I used to feel pressure to keep my kids entertained – now I think boredom is good for them

Sarah's son, Theo, doing arts and crafts

The idea of my children being bored was my biggest nightmare (Picture: Sarah Whiteley)

When I read that Eva Mendes was bringing back boredom for her children this summer, I could’ve jumped for joy. 

Because in just a few words, she confirmed what I’ve recently discovered.

‘I really feel like when we’re bored – not stimulated by a phone or an iPad or computer or television – that’s when ideas come in,’ she said, explaining that while her family had spent a few months in London while her oh-so-dreamy hubby Ryan Gosling was filming there recently, she took her children on a ‘ton of field trips’ but now they’re home, she’s decided they won’t be doing as much.

Until recently, the idea of my children being bored was my biggest nightmare – mostly, I think, because of lockdown.

Theo was two and a half when the pandemic struck and Immy was just five months. 

Stuck in a flat with no outside space, I was determined that we’d do something new every day. You know, other than just watching films.

Not naturally gifted at arts and crafts, I searched YouTube and Pinterest for ideas and then battled on, making Elmer the Elephants out of empty milk bottles and Paddington Bears out of used toilet rolls. I cut out ladybirds to help with Theo’s counting and we baked endlessly.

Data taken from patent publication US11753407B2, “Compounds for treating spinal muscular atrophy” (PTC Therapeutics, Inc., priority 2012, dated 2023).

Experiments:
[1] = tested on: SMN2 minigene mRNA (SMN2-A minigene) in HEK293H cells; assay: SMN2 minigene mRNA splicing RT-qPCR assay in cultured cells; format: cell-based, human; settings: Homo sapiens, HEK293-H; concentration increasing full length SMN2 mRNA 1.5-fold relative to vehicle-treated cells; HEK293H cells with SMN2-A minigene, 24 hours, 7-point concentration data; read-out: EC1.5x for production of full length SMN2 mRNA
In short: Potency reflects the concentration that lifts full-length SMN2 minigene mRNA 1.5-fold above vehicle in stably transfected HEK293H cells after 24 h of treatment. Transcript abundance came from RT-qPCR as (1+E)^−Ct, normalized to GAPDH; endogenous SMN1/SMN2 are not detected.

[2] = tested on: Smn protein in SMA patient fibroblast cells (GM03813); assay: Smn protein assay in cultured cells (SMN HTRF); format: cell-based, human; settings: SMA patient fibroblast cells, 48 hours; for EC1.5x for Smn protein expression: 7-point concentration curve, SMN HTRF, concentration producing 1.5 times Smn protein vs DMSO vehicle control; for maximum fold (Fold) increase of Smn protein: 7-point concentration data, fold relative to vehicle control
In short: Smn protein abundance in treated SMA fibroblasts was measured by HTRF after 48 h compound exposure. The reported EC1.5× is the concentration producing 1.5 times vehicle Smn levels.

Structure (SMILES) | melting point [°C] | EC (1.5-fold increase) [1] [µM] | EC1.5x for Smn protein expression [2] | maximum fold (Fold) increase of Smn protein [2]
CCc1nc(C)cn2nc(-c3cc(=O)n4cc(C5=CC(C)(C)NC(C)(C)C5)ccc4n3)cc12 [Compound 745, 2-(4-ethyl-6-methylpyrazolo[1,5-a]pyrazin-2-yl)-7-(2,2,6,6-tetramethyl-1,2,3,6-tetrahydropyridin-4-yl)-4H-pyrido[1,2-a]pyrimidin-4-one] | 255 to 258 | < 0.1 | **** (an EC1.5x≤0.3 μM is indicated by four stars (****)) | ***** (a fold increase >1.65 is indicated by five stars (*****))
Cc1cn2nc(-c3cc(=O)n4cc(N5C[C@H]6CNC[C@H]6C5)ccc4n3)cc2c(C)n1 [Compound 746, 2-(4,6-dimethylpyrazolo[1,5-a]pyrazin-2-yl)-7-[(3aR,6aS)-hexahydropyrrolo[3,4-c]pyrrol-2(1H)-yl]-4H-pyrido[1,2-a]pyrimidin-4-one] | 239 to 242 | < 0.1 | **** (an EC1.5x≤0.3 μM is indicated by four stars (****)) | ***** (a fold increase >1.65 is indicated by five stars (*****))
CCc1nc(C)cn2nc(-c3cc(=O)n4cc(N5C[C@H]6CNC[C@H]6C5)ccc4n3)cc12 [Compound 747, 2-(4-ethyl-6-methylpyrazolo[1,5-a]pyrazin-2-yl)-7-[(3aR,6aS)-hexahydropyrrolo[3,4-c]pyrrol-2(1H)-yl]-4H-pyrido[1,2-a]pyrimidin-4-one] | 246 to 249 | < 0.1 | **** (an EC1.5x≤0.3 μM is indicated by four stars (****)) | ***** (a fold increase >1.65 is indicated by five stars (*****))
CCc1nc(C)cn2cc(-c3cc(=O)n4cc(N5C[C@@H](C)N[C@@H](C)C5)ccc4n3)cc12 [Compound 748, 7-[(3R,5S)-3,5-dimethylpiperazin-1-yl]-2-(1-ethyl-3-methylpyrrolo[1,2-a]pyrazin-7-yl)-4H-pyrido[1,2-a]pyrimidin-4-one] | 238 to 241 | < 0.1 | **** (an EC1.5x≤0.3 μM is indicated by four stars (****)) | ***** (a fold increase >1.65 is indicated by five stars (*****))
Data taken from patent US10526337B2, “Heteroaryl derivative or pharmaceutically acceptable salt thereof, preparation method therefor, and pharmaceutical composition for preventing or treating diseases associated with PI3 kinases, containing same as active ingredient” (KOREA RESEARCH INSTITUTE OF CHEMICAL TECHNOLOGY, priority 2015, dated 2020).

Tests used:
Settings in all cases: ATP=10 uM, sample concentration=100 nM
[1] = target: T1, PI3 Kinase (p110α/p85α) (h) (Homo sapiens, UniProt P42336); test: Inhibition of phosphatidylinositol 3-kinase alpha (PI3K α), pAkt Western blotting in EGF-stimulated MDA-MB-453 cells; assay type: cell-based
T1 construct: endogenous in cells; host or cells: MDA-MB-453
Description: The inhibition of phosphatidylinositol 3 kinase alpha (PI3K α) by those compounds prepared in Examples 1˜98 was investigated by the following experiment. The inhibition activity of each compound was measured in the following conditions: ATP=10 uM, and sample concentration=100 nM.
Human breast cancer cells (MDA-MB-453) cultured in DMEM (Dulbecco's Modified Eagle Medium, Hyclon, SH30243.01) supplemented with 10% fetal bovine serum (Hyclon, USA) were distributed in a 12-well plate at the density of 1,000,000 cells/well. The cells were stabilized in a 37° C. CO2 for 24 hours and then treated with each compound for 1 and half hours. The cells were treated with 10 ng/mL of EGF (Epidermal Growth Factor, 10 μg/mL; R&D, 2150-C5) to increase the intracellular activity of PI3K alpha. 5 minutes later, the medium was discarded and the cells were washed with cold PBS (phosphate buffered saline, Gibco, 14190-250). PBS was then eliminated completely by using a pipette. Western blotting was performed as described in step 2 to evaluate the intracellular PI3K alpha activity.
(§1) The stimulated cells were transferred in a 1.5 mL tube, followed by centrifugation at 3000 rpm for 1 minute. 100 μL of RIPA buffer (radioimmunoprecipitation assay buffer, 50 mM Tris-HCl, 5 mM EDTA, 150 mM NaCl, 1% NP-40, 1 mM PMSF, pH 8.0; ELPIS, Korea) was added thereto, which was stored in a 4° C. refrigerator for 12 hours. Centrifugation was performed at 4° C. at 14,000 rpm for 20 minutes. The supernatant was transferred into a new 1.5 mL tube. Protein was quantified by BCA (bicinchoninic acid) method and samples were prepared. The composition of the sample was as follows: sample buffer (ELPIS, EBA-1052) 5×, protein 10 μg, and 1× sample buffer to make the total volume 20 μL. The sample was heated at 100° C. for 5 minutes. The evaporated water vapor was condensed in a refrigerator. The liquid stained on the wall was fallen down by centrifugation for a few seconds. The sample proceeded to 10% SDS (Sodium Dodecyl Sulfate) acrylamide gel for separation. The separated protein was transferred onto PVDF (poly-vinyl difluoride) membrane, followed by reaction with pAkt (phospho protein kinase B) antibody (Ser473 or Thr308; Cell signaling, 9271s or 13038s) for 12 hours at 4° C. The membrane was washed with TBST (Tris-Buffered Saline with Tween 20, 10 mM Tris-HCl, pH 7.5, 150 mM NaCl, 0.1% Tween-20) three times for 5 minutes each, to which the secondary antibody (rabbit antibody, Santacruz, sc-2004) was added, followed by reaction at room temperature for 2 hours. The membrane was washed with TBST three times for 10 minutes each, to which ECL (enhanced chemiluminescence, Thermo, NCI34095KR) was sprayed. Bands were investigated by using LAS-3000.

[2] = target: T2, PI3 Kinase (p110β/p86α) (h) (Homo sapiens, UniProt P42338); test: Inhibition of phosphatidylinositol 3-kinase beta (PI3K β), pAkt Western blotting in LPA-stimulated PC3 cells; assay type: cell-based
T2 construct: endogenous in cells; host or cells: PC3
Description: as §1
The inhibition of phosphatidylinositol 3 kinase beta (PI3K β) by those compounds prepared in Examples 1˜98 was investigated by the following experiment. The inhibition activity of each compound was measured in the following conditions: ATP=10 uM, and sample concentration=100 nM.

Oh, and the tuff trays – a plastic slab suited for playing on with messy materials like sand and paint. A friend recommended getting one in those early weeks, and so we dutifully did. Anything to make those days go by quicker, I figured.

Every night, I’d set up a different elaborate scene on the trays, based on the books we were reading or the films I’d inevitably cave into. The Snail and the Whale was one of my favourites – that and The Jungle Book.

I’d set out the whale and the sharks for The Snail and the Whale’s scene, and it didn’t matter how much mess was made.

I was determined that we’d do something new every day (Picture: Sarah Whiteley)

I thought if we had something set up to play with first thing in the morning, it would set us off to a good start.

Instead, Theo would usually give it nothing more than a casual look and step around it.

As they were too young to concentrate on anything by themselves, it was unbelievably hard, being the children’s sole source of entertainment — far more exhausting that I’d ever realised it could be.

As soon as we were allowed, we went out. We took the children to the London Aquarium and the Tower of London, booking the earliest slots and relishing in the extra space because of the limited numbers.

Since then, whenever I thought about a day indoors, it genuinely filled me with dread. Even when we moved to a house and had the extra space, the idea of spending so many hours …read more

Source:: Metro


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